Friday, November 14, 2014

Quantifying The Stimulative Benefits of The Oil Price Decline (SPY; XLE)

Easily the most important story in global macro, the related strength of the dollar is a distant second.
The stimulus effects are the reason we have a prima facie (but only on its face) paradoxical call for a higher S&P 500 (SPY) while at the same time looking for dramatic underperformance from a major sector (XLE)
From Gavyn Davies blog at the Financial Times:

Large global benefits from the 2014 oil shock 

The most significant economic shock in the global economy so far in 2014 has been the drop of more than 25 per cent in spot oil prices since the end of June. Since this shock is attributed by most energy analysts to an increase in oil supply, and not to a decline in global oil demand, this should have led to a significant decline in near-term world inflation forecasts, and to upgrades in global economic growth forecasts.

The disinflationary effects are uncontroversial. Lower oil prices have obvious direct and indirect effects on consumer prices. But the boost to growth is more debatable, since lower oil prices involve a redistribution of income from oil producers to oil consumers. Why should this reallocation of resources lead to a rise in real gross domestic product?

It is because of time lags. Oil consumers, which are mainly households, have seen their real incomes rise, perhaps permanently, and they are assumed to allocate part of this gain quite quickly to increased real expenditure on other goods and services. Oil producers, on the other hand, are mainly rich governments and corporates, and they may take much longer to reduce their expenditure in line with their lower real incomes.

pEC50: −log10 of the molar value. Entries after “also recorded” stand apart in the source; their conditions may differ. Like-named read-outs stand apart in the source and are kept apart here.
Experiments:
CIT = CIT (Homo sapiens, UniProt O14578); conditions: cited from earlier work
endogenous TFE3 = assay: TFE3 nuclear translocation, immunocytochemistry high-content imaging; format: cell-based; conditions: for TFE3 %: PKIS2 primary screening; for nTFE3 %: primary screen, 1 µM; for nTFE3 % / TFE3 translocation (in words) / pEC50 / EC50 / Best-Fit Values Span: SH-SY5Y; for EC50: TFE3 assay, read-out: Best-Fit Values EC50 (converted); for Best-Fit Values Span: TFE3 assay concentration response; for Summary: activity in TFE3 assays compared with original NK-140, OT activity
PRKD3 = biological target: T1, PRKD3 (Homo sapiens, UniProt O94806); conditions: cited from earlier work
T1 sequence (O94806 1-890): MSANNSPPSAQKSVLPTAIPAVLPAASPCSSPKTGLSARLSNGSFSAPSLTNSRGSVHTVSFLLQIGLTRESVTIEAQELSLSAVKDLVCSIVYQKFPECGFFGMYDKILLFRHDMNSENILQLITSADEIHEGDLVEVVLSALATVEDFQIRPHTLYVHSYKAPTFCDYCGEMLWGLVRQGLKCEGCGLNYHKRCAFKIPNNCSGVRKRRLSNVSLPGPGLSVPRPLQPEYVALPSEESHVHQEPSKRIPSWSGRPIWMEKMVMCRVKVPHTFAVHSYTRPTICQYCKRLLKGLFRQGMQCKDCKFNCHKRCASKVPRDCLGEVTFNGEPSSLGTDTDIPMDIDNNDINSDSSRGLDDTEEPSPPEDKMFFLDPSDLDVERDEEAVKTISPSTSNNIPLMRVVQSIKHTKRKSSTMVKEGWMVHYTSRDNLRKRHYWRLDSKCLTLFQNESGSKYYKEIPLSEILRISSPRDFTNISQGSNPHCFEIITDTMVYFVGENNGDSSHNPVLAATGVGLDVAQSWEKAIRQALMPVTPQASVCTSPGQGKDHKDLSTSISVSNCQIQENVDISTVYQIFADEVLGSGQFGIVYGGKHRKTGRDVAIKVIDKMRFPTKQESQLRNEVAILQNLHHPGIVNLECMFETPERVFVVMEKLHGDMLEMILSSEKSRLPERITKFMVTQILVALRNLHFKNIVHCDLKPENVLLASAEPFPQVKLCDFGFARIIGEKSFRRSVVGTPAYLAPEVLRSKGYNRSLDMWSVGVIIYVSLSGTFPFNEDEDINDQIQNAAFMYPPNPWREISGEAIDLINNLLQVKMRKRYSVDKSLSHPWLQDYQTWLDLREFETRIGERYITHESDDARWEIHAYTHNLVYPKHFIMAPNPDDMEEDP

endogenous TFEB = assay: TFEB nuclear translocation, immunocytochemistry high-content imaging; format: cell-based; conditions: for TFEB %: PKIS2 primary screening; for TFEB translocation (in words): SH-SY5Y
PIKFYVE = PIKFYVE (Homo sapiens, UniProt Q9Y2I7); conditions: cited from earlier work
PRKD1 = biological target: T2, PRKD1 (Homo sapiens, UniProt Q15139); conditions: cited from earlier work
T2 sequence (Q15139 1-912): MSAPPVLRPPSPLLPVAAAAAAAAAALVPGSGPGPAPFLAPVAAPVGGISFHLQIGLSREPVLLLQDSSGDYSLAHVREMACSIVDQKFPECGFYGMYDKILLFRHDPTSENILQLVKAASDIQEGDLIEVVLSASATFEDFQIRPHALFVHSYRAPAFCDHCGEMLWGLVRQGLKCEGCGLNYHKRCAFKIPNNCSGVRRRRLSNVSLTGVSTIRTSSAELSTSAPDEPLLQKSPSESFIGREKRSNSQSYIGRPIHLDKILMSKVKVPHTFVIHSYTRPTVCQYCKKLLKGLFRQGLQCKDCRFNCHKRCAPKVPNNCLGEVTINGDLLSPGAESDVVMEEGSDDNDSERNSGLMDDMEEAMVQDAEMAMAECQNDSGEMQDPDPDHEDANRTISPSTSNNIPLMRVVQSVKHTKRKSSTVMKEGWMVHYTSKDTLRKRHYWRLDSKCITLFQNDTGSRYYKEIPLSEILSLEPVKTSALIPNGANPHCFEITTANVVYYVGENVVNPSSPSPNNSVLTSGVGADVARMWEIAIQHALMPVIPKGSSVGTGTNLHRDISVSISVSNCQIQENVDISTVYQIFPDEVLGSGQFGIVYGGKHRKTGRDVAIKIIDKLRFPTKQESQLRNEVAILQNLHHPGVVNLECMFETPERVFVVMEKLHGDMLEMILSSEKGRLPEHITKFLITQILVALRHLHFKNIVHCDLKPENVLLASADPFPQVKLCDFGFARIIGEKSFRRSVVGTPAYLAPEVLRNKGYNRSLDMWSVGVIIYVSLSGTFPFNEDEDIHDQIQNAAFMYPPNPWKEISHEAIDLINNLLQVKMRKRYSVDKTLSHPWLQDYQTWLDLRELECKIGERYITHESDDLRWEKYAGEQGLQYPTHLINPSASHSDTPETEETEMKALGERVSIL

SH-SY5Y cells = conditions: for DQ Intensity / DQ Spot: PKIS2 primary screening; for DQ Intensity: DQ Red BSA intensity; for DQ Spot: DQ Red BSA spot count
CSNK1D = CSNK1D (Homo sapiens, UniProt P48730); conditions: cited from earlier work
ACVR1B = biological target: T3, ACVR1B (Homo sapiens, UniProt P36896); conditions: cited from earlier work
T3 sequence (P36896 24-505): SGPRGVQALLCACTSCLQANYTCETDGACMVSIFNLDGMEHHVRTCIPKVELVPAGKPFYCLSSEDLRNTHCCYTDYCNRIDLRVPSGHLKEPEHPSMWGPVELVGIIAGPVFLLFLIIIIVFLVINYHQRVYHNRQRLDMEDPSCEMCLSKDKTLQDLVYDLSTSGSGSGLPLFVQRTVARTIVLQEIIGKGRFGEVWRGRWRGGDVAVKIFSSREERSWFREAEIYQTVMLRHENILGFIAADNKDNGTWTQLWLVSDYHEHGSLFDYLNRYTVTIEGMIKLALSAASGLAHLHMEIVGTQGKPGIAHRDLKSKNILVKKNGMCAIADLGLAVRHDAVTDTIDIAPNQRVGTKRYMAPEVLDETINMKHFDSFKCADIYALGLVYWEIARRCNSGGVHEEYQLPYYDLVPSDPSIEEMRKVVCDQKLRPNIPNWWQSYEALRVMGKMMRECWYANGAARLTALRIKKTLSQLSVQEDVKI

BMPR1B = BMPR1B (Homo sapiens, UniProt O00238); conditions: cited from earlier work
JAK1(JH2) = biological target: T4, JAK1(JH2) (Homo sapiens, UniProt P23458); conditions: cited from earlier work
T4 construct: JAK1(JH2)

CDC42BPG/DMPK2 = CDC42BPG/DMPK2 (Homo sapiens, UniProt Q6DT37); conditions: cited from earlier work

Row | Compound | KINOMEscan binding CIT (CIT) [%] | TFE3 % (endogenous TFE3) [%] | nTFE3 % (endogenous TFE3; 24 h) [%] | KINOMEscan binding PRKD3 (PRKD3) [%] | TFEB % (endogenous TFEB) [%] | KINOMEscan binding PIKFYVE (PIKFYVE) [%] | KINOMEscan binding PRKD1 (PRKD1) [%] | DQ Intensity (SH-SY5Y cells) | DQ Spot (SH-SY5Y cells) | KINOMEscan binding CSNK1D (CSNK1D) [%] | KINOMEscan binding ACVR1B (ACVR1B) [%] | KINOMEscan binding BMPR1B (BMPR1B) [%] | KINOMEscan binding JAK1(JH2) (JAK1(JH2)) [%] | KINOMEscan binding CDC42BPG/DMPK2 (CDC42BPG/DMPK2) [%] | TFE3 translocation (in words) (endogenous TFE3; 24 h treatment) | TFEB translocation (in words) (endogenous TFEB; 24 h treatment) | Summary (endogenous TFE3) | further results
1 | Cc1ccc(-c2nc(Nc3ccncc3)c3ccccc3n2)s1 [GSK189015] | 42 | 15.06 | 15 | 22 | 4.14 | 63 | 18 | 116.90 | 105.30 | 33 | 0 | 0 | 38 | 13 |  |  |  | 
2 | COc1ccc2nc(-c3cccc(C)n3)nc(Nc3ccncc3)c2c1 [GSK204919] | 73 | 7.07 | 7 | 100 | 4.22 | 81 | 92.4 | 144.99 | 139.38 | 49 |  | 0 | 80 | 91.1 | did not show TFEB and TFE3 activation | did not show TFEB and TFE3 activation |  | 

That, anyway, is what economic models tend to assume when oil prices decline for supply-related reasons. However, as Bruce Kasman of JPMorgan Chase pointed out to me in a conversation yesterday, this is not what has actually happened since the 2014 oil shock occurred. Inflation forecasts have been revised down as expected, but GDP growth projections have also been revised downwards, not upwards. What is this telling us?...MUCH MORE
HT: FT Alphaville's Further Reading post

Previously on the This is a Big Deal channel:

Oct. 16
Citigroup Sees $1.1 Trillion Stimulus From Oil Plunge
Oct. 17
Three Bullish Macro Charts
The single most bullish thing we posted this week...
Oct. 27
Oil Shows Some Resilience (today)
At the moment oil is probably the most important story in the global economy.
The stimulative effects of lower oil prices are immense, maybe two trillion dollars, and more important than anything the central bankers are up to, for now anyway.
(QE ends Wednesday)

After trading down to a better-than-two-year-low $79.44 the front future WTI is now only down 26 cents from today's settle, at $80.74. We're going lower but you may see a bit of a short squeeze this week....
Oct. 28
More Goldman on Oil and a Correction on the Stimulative Effects of Oil Price Declines
Oct. 30
Oil: There's Bearish and There's Betting On $50/Barrel Bearish
Nov. 1
Dollar's Next Leg Up
Second only to declining oil prices* in importance to the current global-macro playing field is the strength of the dollar....